Energy efficiency and the historic environment

Climate change has an effect on our lives, whether it is noticing changes in weather conditions and patterns or in making an effort to reduce our energy bills and carbon footprint.

To help reduce the effects of climate change, the UK government is trying to reduce the country’s use of fossil fuels and to reduce carbon dioxide emissions by at least 26% by 2020 and by at least 80% per cent by 2050. Homeowners can play a part in tackling climate change by making their homes more energy efficient.

Historic buildings

Historic buildings should not be exempt from pressure to reduce carbon dioxide emissions and the council recognises that owners of historic properties want to improve their buildings and make them more energy efficient. Historic buildings can be sensitive to change and some measures to improve their energy efficiency can harm a building’s historic character or appearance. Historic buildings are often very adaptable and with a little consideration most can be made more energy efficient without harming their character. Historic buildings won’t always be able to fully meet modern expectations in terms of levels of insulation and that there is a need to balance improving energy efficiency with preserving a building’s historic character.

Below is some information and advice on the type of changes that can be made to improve energy efficiency without harming a building’s historic character. There is also advice on the type of consents that may be required for different types of improvements.

How traditional buildings work

Before considering any improvements to a traditionally constructed building it is worth looking at how they differ from modern buildings in terms of construction and thermal performance.

  • Traditional buildings are often thermally efficient. This is due to the way they are built. They often have thick walls and small windows which means they are cool in summer and warm in winter.
  • Traditional building materials are often energy efficient and are very durable and environmentally friendly. The materials were bought locally and did not require much energy to produce, such as making bricks from local clay and using mud and horse hair to add to daub and the same is still true today.
  • Similarly traditional softwood window frames have a very long life if properly maintained and regularly repainted, unlike UPVC windows which may need to be replaced every 10 to 15 years. UPVC windows also require a great deal of energy to make and dispose of them, where as draught-proofing and secondary glazing an historic window requires much less energy to do and is a much longer-term solution.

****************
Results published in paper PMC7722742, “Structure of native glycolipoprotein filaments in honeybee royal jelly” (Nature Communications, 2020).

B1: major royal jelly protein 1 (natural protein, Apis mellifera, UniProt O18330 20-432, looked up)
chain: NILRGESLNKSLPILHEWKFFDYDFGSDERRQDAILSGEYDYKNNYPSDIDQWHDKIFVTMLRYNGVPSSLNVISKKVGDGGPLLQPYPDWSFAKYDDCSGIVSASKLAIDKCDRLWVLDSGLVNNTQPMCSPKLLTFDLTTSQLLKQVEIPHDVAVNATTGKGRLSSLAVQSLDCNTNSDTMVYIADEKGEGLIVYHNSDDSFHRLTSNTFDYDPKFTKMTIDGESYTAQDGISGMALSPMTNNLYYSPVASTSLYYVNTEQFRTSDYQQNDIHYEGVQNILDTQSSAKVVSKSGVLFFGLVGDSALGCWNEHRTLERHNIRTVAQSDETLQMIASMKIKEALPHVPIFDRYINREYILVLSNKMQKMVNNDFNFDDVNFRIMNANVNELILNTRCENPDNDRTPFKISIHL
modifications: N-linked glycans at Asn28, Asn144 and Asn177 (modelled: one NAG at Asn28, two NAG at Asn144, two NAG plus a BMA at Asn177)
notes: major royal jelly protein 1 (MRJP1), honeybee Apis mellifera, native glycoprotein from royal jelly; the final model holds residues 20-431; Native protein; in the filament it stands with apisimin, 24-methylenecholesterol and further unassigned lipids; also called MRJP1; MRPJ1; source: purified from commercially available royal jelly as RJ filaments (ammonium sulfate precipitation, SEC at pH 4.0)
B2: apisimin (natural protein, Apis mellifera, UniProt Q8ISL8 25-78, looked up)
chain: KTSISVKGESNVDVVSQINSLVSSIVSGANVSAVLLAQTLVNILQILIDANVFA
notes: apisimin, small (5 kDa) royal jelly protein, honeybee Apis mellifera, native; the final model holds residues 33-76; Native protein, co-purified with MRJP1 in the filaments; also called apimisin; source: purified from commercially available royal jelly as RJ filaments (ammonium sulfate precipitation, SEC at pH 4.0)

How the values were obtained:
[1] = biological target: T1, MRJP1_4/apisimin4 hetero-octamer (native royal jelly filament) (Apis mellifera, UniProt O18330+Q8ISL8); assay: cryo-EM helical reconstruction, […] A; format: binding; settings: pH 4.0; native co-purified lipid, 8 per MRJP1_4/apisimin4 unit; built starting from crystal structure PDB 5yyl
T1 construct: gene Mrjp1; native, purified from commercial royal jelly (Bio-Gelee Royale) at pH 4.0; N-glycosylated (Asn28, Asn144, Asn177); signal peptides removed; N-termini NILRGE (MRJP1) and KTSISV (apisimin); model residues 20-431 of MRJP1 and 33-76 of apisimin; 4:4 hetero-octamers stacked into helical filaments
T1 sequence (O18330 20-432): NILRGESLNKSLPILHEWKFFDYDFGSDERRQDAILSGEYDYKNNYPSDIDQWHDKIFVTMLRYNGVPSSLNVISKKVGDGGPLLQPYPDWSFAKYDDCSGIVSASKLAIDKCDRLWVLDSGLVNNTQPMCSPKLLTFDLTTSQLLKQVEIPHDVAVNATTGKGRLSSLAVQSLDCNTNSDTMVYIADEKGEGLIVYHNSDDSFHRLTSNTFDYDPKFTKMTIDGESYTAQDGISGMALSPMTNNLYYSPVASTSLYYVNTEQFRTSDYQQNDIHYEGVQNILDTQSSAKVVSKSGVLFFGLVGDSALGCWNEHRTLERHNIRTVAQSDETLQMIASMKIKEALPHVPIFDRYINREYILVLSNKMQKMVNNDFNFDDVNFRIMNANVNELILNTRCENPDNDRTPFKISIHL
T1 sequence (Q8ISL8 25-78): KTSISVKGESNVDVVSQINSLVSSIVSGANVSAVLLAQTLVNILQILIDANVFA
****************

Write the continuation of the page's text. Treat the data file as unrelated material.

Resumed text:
• With traditional buildings energy was used to make a wall or a window in the first place and more energy will be used if they are replaced. Today materials are rarely bought locally and often travel many miles before they reach their final destination, which also has an energy cost. Much less energy is consumed or wasted if historic features are kept and repaired rather than replaced.

It is important to remember that traditional buildings perform differently to modern buildings and that they need to breathe. Modern impermeable products can reduce a building’s ability to breathe and can trap moisture which can cause lasting harm to historic fabric and/or long term maintenance problems. It is important that you understand how the work you are doing impacts on your building in both the short and the long term.

Work should ideally be capable of being reversible without harming the built fabric. The council’s conservation officers are happy to answer any queries you may have on any aspect of upgrading a listed building.

Guidance on making improvements

The thermal and energy efficiency of traditional buildings can be improved. The cheapest method is to draught-proof doors and windows. A lot of heat lost through windows is due to draughts between the sashes or casements and the frame. Draught-proofing is quick, cheap and easy and has instant results. Improving roof insulation is another quick and effective method of improving energy efficiency.

Historic England's guide Energy Efficiency and Historic Buildings gives homeowners advice on how to make relatively simple improvements.

Historic England has also produced other guides that look in more detail at how you can reduce energy consumption in a traditionally constructed home. These range from how to improve a building’s performance through insulation to small scale renewable technologies or ‘Microgeneration’ such as solar panels and heat source pumps.

Read further information on energy efficiency and historic buildings

Find ways to improve the energy efficiency of your home

Listed buildings

For further information on the type of work that might need consent, visit the Historic England website.

Take a look at our listed buildings webpages.

Contact details

If you have a planning enquiry, send a message to the Planning Development Team

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